Fighting to protect Beverly Hills from the billionaires' bulldozers
Historic architecture under threat from demand for new homes
They are as much a part of the civic landscape as palm trees, five-star hotels, and celebrities dodging paparazzi outside luxury goods stores. But in a bid to preserve what remains of its cultural heritage, Beverly Hills is seeking to stop its well-heeled residents from building ever larger McMansions.
The City Council is considering a plan to halt the demolition of culturally significant pieces of architecture by the endless tide of millionaires and billionaires seeking to create a dream home in the famously extravagant neighbourhood, where large properties, with a couple of acres of garden, fetch upwards of $20m (£12m).
At present, Beverly Hills is one of the few areas of Los Angeles where landowners are free to demolish existing historic properties and build a brand new one. In recent years, that has resulted in a succession of buildings designed by important 20th-century architects being razed to the ground.
The problem came to a head last week, when the council voted to place a moratorium on plans by a property developer to destroy the so-called Kronish House, designed by Richard Neutra in 1954, until a preservation project could be properly considered.
"We need to button down some sort of ordinance that addresses preservation needs," the local mayor Barry Brucker told the Associated Press. "There is something wrong with having a historically important building [where] you take out a demolition permit, and 10 days later you can take a sledgehammer to it."
For much of the city's history, which stretches back a century or so, Mr Brucker said the rich and often famous residents of Beverly Hills have generally been prepared to spend freely to preserve and live in elegant homes of yesteryear. But today's wealthy incomers often consider older homes to be too small. The average size of a detached home within the city's 90210 postcode area, which has about 35,000 inhabitants, has risen from roughly 4,000sq ft in the 1970s to more than 7,300sq ft today.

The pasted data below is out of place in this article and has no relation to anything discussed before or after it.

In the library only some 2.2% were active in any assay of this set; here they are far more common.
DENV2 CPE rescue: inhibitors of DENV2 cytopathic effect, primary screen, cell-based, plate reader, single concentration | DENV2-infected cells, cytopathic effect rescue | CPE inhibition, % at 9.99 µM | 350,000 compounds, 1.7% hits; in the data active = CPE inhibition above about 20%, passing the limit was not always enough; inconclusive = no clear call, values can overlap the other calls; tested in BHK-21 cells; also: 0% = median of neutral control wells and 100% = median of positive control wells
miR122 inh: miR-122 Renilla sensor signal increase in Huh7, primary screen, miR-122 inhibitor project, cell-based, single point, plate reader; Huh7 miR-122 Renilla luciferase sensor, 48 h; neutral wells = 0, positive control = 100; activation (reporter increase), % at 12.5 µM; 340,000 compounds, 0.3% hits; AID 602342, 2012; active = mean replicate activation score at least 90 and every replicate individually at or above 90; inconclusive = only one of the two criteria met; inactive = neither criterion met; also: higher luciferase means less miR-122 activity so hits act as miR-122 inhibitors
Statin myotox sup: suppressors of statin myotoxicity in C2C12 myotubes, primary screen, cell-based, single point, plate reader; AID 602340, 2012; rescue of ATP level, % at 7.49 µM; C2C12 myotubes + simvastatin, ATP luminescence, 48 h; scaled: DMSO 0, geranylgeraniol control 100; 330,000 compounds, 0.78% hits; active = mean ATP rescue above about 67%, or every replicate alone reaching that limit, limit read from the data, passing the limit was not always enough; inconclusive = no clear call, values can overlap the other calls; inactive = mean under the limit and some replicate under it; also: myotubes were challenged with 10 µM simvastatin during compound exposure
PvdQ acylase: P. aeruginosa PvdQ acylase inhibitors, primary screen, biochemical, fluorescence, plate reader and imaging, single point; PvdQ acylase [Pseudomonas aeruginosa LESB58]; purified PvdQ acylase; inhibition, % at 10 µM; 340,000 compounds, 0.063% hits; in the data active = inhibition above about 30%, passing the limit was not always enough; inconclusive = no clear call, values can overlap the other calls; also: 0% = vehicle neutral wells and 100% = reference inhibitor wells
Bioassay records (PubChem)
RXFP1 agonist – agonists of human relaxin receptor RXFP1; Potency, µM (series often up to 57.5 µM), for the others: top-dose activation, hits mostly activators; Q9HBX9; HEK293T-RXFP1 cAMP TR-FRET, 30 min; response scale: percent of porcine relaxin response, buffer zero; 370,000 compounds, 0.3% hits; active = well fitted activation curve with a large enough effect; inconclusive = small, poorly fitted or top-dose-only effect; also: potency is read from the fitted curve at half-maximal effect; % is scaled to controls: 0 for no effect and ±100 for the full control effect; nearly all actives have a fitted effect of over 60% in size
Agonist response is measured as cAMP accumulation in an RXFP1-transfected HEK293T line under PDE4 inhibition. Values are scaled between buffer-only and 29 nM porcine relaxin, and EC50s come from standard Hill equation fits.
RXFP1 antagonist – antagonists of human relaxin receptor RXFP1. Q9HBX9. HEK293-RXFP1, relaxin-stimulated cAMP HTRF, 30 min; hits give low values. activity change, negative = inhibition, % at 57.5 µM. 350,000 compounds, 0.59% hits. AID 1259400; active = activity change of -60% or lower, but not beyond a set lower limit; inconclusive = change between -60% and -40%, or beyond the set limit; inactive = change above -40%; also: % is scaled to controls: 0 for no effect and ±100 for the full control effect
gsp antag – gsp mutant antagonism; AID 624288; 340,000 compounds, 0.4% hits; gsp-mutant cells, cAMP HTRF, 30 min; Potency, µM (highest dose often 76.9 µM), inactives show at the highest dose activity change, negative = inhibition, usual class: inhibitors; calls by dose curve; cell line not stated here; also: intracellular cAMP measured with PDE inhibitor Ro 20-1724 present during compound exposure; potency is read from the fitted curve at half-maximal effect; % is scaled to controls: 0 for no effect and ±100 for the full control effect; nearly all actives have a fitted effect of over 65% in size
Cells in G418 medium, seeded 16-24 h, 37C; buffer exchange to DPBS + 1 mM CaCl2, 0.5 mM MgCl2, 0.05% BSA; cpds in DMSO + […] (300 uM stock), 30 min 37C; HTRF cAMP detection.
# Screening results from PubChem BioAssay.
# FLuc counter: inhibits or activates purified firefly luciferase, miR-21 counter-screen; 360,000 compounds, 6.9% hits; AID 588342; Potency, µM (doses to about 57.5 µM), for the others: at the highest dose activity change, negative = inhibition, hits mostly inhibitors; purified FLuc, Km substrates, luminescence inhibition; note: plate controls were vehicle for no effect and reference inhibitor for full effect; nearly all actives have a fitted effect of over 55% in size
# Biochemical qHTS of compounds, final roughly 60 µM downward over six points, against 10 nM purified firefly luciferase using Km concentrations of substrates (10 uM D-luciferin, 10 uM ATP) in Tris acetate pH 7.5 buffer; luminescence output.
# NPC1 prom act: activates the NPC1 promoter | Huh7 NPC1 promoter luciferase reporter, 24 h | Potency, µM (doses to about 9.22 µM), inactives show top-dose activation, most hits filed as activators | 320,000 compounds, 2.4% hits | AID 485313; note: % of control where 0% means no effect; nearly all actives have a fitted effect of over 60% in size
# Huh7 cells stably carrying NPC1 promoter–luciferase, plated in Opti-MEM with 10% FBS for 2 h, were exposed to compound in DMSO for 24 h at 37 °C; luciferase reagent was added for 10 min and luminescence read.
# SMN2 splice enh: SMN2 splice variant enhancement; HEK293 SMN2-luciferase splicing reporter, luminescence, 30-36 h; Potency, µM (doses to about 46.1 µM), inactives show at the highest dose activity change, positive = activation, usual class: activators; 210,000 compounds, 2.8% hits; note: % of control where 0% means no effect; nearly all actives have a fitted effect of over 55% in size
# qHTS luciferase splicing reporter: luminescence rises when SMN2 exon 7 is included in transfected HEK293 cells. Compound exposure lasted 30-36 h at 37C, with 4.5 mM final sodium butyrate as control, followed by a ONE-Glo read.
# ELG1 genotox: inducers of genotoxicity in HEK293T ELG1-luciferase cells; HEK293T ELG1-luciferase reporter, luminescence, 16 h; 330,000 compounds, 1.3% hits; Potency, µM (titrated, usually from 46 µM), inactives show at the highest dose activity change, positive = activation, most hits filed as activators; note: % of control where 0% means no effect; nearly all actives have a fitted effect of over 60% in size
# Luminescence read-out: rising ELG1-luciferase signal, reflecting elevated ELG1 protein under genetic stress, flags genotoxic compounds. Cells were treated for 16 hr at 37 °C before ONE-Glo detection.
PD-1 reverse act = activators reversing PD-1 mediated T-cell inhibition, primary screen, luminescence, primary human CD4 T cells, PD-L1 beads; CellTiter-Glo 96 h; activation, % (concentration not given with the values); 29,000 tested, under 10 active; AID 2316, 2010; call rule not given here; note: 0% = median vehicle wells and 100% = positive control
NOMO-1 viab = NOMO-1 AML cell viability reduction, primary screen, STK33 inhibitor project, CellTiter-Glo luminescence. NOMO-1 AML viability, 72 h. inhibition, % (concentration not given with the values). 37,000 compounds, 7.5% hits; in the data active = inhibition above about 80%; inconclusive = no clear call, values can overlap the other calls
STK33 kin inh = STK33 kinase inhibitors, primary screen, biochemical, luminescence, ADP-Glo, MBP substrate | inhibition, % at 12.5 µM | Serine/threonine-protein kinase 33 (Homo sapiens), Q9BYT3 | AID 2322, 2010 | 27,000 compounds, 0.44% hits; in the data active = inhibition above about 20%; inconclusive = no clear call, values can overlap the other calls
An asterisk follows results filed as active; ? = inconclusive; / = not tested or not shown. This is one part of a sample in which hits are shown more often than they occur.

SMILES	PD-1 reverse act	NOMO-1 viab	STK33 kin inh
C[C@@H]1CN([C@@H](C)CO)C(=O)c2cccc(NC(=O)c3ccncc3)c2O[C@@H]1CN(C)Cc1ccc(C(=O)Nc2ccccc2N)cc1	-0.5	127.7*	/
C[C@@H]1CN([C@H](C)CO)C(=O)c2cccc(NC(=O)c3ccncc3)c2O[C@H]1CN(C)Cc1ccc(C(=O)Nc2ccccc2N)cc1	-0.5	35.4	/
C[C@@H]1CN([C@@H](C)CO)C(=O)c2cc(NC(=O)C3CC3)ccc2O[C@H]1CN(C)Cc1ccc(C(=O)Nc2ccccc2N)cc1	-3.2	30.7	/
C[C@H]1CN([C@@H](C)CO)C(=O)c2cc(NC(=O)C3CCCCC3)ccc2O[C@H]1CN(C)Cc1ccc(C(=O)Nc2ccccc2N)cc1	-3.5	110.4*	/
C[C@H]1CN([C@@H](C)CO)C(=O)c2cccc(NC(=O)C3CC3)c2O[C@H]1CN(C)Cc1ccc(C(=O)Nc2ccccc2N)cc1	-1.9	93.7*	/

Faced with a choice between making do with a historic property and plonking down a bigger new one, most opt for demolition. The Shussett House, built by John Lautner in the early 1950s, is currently in the middle of being replaced by one three times its size.
Properties by Paul Williams and Frank Lloyd Wright have also disappeared in the past decade. And the trend has also led to the loss of buildings occupied by some famous former residents of Beverly Hills. In 2005, George Gershwin's former home, a Mediterranean villa later owned by the singer Rosemary Clooney was torn down.
Mr Brucker said he hopes to create a new planning law which adopts a carrot-and-stick approach to preserving history. As well as banning the demolition of important properties, he will provide incentives to homeowners prepared to safeguard existing ones. He will also carefully phrase the new law so as not to provide blanket protection for any home which was once inhabited by a famous person, a move which would in theory limit development of a huge proportion of the properties in the city. "You have homes that various famous [people] lived in, but does that make them historic?" he asked. "I really want to send things off to the planning commission so we're not all over the map and protecting a home that Ozzy Osbourne lived in or Beckham lived in just because they were famous."
Opponents of the move say it tramples the rights of landowners to develop their property as they see fit. In a time of economic downturn, they say that it will also hurt a construction industry which is already suffering from high unemployment rates.
But Adrian Fine, the director of advocacy at the Los Angeles Conservancy, which supports the proposed new planning laws, told The Independent that there is a "public good" in protecting historic buildings, even if many of the most important ones in Beverly Hills have been designed so they cannot be seen from the road. "There is a need for growth and development in any community, but there is also a need for preservation," he said. "Homes by important architects are part of what makes Beverly Hills unique and different. While people may not be able to see them, they know they are there and their very existence is one of the things that makes the city so special."
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